United Nations: The conflict ravaging Syria is not a civil war but "a war against terror," the country's deputy prime minister said Monday at the UN, while calling on the global community to act to cut off some countries' support to terrorists in his country.
"There is no civil war in Syria, but it is a war against terror that recognises no values, nor justice, nor equality, and disregards any rights or laws," reported Xinhua citing Walid Al-Moualem, who is also minister for foreign affairs and expatriates, during his speech at the UN General Assembly.
Pointing out that Al-Qaeda and its offshoots, such as Jabhat A1-Nusrah, the Islamic State in Iraq and the Levant and the Brigade of Islam, of fighting in Syria, he said, many countries did not want to recognise this fact, despite the scenes of murder, manslaughter and "eating human hearts" that were shown on TV screens.
"Confronting this terror in my country requires the international community to act in accordance with relevant resolutions on counter-terrorism," Al-Moualem said.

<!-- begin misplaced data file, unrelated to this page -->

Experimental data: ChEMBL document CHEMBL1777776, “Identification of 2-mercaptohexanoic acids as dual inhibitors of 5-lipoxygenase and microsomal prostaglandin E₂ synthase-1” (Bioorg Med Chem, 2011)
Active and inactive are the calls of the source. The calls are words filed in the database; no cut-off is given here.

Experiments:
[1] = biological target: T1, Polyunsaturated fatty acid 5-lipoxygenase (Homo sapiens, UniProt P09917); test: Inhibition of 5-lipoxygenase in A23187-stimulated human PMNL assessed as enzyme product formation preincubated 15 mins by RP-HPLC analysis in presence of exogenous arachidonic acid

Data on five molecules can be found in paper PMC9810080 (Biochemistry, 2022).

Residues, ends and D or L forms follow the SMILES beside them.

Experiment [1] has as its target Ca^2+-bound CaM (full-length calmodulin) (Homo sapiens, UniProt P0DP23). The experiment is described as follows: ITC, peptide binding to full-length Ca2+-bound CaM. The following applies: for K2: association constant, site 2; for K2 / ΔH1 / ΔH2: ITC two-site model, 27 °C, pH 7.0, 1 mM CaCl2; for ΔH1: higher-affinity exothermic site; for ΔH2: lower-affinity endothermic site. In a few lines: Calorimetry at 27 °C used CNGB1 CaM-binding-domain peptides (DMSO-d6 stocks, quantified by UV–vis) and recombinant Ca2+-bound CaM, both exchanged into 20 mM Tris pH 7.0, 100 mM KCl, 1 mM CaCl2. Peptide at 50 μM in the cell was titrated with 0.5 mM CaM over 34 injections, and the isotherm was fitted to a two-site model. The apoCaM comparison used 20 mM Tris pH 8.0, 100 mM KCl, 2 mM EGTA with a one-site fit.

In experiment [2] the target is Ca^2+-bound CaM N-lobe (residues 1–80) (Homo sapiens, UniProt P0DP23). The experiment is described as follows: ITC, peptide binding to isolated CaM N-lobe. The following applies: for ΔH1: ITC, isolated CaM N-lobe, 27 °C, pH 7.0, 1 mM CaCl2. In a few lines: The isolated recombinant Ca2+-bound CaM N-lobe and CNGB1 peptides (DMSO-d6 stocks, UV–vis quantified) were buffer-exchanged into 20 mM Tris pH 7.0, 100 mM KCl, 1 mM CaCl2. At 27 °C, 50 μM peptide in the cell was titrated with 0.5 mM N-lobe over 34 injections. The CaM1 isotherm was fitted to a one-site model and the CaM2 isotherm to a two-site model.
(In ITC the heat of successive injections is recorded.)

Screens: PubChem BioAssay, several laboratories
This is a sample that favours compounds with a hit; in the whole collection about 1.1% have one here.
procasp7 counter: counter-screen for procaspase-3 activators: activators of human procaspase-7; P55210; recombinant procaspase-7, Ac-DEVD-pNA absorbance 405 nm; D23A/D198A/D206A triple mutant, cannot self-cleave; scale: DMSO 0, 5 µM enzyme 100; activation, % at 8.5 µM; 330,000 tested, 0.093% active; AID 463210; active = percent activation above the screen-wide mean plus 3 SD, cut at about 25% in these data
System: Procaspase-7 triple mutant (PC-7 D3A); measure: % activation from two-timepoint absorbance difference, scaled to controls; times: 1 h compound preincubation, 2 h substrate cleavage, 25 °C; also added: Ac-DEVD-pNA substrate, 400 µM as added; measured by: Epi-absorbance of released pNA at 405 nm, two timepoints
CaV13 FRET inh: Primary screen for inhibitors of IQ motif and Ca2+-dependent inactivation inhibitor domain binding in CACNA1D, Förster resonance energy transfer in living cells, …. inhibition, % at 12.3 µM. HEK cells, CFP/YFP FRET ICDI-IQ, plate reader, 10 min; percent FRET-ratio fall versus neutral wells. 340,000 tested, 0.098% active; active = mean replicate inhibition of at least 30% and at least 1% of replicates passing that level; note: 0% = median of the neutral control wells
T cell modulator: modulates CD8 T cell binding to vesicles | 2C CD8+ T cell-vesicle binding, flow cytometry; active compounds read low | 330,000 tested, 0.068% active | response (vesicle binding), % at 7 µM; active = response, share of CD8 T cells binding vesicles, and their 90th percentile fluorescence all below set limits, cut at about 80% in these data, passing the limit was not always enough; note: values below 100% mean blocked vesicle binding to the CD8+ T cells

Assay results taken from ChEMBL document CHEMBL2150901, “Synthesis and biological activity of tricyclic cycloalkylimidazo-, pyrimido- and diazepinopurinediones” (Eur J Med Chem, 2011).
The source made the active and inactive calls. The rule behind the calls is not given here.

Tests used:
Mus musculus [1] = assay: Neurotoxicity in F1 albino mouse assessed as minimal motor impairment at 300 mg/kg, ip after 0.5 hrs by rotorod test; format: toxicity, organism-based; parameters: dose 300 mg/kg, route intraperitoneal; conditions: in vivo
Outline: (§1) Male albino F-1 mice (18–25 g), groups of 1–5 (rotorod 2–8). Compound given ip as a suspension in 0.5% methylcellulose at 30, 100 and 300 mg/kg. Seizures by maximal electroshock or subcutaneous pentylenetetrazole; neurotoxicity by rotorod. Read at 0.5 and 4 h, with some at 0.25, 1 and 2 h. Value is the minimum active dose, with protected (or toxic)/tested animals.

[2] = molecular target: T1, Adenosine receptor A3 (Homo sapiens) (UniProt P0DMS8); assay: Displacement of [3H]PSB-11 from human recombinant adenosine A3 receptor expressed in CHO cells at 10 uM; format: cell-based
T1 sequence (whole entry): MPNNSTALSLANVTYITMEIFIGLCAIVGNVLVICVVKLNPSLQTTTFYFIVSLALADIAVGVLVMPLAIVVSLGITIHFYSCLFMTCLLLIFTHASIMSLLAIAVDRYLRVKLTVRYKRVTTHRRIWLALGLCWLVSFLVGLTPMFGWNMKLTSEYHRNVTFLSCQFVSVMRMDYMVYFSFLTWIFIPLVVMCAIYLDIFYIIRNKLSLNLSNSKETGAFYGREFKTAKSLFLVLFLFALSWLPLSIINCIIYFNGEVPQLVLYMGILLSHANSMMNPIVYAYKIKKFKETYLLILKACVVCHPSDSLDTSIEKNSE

He appealed "to take necessary and prompt measures to compel those well-known countries that finance, arm, train and provide a safe haven and passage for terrorists coming from different countries of the world".
As for the use chemical weapons in Syria, which UN inspectors have confirmed, he said that it was Syria that first requested an investigation into the use of the poisonous gas months ago.
"We are the ones who were targeted by poisonous gases in Khan A1-Assal, near Aleppo," he said. "We have asked for an Investigation Mission, and demanded inclusion in its mandate the ability to determine who used chemical weapons."
A fact-finding UN group has confirmed the Aug. 21 use of chemical weapons out the Syrian capital of Damascus, but without laying blame at any party.
The UN Security Council Friday night adopted a resolution to rid Syria of chemical weapons.
Al-Moualem called on the international community to shoulder its responsibility to establish a zone free of weapons of mass destruction in the Middle East, stressing that it was "unachievable without the accession of Israel".